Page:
about heart failure
Heart Failure means that your heart is not pumping blood effectively… More >>
about st2
Measuring ST2 via a simple, non-invasive blood test….More >>

The Presage® ST2 Assay quantitatively measures the concentration of soluble ST2 in plasma, providing a physician with an accurate tool to assess prognosis in patients with chronic heart failure. What follows is a brief explanation of the science behind ST2.

ST2 (for growth STimulation expressed gene 2) is a member of the interleukin-1 (IL1) receptor family of proteins, which play a central role in the regulation of immune and inflammatory response.  Also referred to as cytokines, because of their cell-signaling capacity, the IL1 family was largely studied to elucidate the link between fever and infection or inflammation.  Since initial elucidation, its diverse physiologic role now includes the stimulation and inhibition of cells in organs including the heart. In cardiac disease, ST2 has a biological role in the innate immunological process and is also directly involved in a cardiac signaling pathway response to disease or injury, which, under healthy conditions, serves to protect the heart during pressure overload or stretch.1

Soluble ST2 has been shown to predict adverse outcomes and death in individuals with established heart failure. Circulating ST2 is a sensitive marker of cardiac stress or injury, as suggested by experimental studies showing marked upregulation of ST2 gene expression in heart tissue induced by myocardial stretch or mechanical overload.1

The two key isoforms of ST2 are ST2L (a membrane-bound receptor) and sST2 (a soluble form found in the bloodstream). The response of healthy cardiac tissue to injury or mechanical stress involves the production and binding of interleukin-33 (IL-33) to ST2L, which stimulates a cardioprotective signaling cascade that defends against fibrosis, stiffening of the heart (cardiac remodeling), and heart failure (HF).2  Heart failure is a progressive disease which has not cure and which requires ongoing treatment. When sST2 levels are elevated, however, sST2 will bind to IL-33, thus reducing the beneficial effect of IL-33 through the ST2L receptor, so that cardiac fibrosis starts to develop (Fig.1). In this way sST2 is a biomarker for worse prognosis in patients with cardiovascular disease.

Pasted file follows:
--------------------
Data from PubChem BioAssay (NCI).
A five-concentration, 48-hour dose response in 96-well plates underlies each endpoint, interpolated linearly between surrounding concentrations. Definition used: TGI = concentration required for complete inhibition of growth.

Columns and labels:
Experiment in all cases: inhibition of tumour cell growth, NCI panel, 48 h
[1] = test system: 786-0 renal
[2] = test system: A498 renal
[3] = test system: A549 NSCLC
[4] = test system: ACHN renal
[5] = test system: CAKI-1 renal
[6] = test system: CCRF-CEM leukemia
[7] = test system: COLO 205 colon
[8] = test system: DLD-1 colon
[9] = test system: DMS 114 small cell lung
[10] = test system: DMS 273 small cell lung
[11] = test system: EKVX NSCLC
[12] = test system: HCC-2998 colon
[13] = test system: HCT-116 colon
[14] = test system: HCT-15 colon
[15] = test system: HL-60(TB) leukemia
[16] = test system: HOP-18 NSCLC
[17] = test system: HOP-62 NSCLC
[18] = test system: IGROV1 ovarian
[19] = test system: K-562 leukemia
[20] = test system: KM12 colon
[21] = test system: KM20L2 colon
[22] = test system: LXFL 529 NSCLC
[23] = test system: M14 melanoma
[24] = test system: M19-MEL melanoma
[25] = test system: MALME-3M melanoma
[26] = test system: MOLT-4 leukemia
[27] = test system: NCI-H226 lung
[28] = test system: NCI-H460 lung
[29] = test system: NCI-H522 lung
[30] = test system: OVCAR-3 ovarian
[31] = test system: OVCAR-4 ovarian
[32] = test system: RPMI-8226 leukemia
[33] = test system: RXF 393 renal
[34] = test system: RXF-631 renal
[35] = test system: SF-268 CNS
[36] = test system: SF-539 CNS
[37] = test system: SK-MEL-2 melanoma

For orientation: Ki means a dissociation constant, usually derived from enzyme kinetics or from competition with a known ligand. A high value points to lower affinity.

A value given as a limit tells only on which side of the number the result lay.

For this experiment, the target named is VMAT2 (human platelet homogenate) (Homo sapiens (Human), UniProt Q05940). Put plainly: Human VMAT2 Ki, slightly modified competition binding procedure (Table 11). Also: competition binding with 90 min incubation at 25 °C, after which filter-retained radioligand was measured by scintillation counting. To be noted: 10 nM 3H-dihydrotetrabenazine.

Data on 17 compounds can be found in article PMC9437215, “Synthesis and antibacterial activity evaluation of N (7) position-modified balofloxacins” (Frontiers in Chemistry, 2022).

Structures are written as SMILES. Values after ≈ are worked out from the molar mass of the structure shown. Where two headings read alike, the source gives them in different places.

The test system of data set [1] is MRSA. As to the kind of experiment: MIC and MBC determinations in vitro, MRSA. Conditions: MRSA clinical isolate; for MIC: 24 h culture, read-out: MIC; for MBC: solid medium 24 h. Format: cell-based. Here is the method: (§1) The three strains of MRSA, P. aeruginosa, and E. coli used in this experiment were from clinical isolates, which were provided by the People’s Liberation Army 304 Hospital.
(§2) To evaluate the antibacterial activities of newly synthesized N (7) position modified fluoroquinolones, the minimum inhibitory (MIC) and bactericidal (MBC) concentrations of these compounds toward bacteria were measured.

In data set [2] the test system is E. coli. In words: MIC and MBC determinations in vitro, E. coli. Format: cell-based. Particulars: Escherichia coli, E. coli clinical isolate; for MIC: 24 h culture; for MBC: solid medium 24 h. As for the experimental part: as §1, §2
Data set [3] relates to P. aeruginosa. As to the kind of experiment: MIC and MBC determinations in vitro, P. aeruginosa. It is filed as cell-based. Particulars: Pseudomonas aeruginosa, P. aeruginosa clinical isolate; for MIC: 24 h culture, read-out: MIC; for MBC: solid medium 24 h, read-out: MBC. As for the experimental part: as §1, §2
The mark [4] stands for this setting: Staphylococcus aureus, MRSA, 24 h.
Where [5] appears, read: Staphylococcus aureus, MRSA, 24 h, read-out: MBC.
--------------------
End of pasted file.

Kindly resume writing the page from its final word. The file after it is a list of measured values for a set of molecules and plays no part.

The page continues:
Fig. 1  Soluble ST2 blocks cardioprotective effect of IL-33

While all individuals have a normal level of ST2 in their circulation, an elevated concentration of ST2 is a powerful predictor of adverse outcomes, mortality or hospitalization, in patients with chronic heart failure. The median normal concentration for ST2 is 18 ng/ml, while concentrations greater than 35 ng/ml are strongly indicative of increased risk.1,3

ST2 concentration elevation precedes an overt change in a patient’s symptoms, reflecting a worsening in the patient’s disease status. Plasma ST2 thus predicts which chronic HF patients are progressing towards worsening HF and cardiac remodeling, so that treatment can be implemented to improve the risk profile.

ST2 provides accurate prognosis in chronic heart failure:

The Penn Heart Failure Study (PHFS) illustrates the significance of a high ST2 value for predicting clinically relevant outcomes, death, heart transplant or hospitalization in patients with HF (Fig. 2). Patients with ST2 >35 ng/ml have a 2.8x higher risk of adverse outcomes within 30 days than patients with low ST2 concentrations. The relative risk of adverse events in patients with ST2 > 35ng/ml persists at a level of at least 1.8 for a follow up period of 4 years.3,4

Fig. 2 Effect of high ST2 levels on clinical outcomes in the Penn Heart Failure Study (PHFS).


  1. Kakkar R, Lee RT. The IL-33/ST2 pathway: therapeutic target and novel biomarker. Nat Rev Drug Disc 2008;7(10):827-840.
  2. Ahmad, Fiuzat M, Felker GM, O’Connor C. Novel biomarkers in chronic heart failure. Nat Rev Cardiol 2012 Mar 27 [E-pub ahead of print].
  3. Ky B, et al. High sensitivity ST2 for Prediction of Adverse Outcomes in Chronic Heart Failure. Circ Heart Fail 2011;4(2):180-7.
  4. Felker GM, et al. Soluble ST2 in ambulatory patients with heart failure: association with functional capacity and long term outcomes. Circ Heart Fail 2013, Nov;6(6):1172-9.